While it’s easy to assume that they must all do the same thing (after all, they all offer a clear but non intrusive look beneath your skin) they actually have remarkably different uses, and the reason for that is entirely due to the technology that makes them possible. 

Here are the things that make each scan different and why your physician would order one instead of the others.

X-ray – A Basic Look at What’s Beneath

As the oldest but also most commonly used of the imaging techniques on this list, it could come as no surprise that x-ray imaging is the one most people are most familiar with.

How Do X-rays Work?

X-ray imaging machines work by passing light or radio waves through an area of your body as radiation. As the waves pass through the different tissue densities of your bones, organs, and more, they’re absorbed or deflected. The ones that make it through are absorbed by a film positioned underneath the area being imaged. Those rays expose the film just like an old camera in order to create a clear 2D image of what they’ve passed through. Despite their age, x-rays are still widely used today because they are relatively affordable and do not require the more advanced equipment needed for other imaging styles. X-rays use a low dose of radiation and are perfectly safe so long as proper precautions are taken.

When Would I Need An X-ray?

Because of the speed at which they can be performed and the simplicity of the procedure, x-rays are widely used to diagnose and monitor a number of conditions. These include:

  • Broken or fractured bones
  • Dislocations
  • Tumors
  • Pneumonia
  • Osteoporosis and similar bone degeneration

What Should I Expect?

When undergoing an x-ray scan, a technologist will ask you to lie on a bed and position a film beneath the area being scanned. You’ll likely need to be repositioned at least once for images from multiple angles, and we may even take images of a healthy area as well for comparisons during diagnosis. Your images will then be analyzed by a radiologist and detailed results will be sent to your physician.

CT – An X-ray with More Depth

First invented in the 1970s, CT or Computerized Tomography imaging can be thought of as the next step in x-ray imaging technology.

How Do CT Scans Work?

Unlike x-ray imaging, which simply exposes a film beneath a selected area, CT scans use a 360º array of radiation and advanced computation to create a detailed 3D image of an entire section of your body, including organs and bones. While the image created is already more detailed than what you would expect from a traditional x-ray, technologists can further improve the detail with an injection of contrast dye, although this isn’t always necessary. Because of the advanced equipment and skill technologists needed to perform CT scans, they can be more expensive than x rays, but can also identify far more subtle and nuanced conditions.

When Would I Need A CT Scan?

Since they’re able to capture far more detail than a 2D x-ray, CT scans are used to identify and diagnose conditions that include:

  • Appendicitis
  • Cancer
  • Heart disease
  • Musculoskeletal disorders
  • Infectious diseases
  • Internal trauma
  • Kidney stones

What Should I Expect?

When performing a CT scan, a technologist will ask you to lie on a motorized bed, then position your body appropriately within a large ring. The ring will emit a short burst of x-rays, that create a detailed image of your body. The process will take up to 15 minutes, and you may be asked to hold very still or even to hold your breath. Your images will then be analyzed by a radiologist and detailed results will be sent to your physician.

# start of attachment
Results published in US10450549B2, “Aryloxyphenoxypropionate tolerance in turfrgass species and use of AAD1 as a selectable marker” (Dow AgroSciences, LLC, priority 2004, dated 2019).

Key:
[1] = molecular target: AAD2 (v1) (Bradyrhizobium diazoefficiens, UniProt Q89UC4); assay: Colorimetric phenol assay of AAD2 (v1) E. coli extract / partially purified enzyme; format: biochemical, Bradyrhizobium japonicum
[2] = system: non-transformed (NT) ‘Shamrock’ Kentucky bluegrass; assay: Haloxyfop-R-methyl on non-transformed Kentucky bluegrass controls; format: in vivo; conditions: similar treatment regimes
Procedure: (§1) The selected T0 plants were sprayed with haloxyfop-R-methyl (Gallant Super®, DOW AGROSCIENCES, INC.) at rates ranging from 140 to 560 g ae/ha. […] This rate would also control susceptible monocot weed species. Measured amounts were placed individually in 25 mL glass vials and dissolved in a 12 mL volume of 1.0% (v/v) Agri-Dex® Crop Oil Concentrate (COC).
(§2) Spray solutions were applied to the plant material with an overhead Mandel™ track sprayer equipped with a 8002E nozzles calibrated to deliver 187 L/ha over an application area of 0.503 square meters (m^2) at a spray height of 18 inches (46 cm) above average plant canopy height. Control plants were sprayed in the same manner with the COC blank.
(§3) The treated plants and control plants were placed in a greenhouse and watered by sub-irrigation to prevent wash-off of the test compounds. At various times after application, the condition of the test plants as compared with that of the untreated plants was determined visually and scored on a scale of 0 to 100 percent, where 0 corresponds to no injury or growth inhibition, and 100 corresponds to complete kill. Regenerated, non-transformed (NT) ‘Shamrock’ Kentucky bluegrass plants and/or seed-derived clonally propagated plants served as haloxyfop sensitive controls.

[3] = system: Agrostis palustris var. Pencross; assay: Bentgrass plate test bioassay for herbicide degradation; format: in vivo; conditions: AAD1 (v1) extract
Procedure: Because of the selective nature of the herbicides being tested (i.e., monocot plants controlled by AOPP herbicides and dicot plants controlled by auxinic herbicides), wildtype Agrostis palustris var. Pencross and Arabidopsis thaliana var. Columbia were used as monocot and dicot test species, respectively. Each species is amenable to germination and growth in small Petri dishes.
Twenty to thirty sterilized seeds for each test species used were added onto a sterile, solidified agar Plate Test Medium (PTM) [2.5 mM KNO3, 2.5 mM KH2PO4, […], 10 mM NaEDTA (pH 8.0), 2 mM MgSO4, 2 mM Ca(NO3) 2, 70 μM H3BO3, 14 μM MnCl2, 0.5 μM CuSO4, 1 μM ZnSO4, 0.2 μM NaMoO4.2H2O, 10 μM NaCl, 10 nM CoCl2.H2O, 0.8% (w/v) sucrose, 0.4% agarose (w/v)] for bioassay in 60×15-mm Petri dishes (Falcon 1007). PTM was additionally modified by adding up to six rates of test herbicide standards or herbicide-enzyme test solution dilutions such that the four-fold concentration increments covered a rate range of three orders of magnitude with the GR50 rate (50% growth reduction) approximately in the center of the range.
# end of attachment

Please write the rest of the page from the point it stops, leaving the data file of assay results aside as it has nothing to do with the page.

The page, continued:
How does an MRI works?

How Do MRI Machines Work?

Unlike the other techniques on this list, MRI imaging doesn’t use radiation. MRI uses magnets and radio waves to see into your body. It is the newest technique of the three.

Up to 60% of the human body is made of water. MRI machines use large, powerful magnets to manipulate the water molecules in your body. The machine then detects those changes and uses them to create detailed cross sectional images of your body. Unlike CT and x-ray machines, there’s no radiation involved in this process, making it completely safe as long as there’s no metal in the room. Unfortunately, this can mean that people with implants such as pacemakers, inner ear implants, and other devices may not be able to be imaged in an MRI machine.

When Would I Need An MRI?

Magnetic Resonance Imaging is a powerful tool and can be used to detect and diagnose a wide range of disorders, injuries, and diseases. Its uses include:

  • Metabolic disorders
  • Tumors
  • Crohn’s disease and other inflammatory bowel diseases
  • Cirrhosis and other liver diseases
  • Calcium deposits, blood clots, or aneurysms
  • Vessel abnormalities of the brain
  • Stenosis (narrowing of the blood vessels)
  • Aortic narrowing

What Should I Expect?

When receiving an MRI scan, you’ll be placed in one of two styles of machine – traditional or open. For both, you’ll be asked to lie on a motorized bed and be positioned by a technologist. A traditional MRI machine uses a short tube that is open at both ends, while an open in an MRI you’ll be placed between two large plates above and below you with the sides completely open.  While both are perfectly safe, traditional MRIs can sometimes feel restrictive for larger patients or those suffering from claustrophobia. As the images are being taken, you’ll hear loud knocking sounds and will be asked to remain still or to hold your breath. As with our other techniques, your images will then be analyzed by a radiologist and detailed results will be sent to your physician.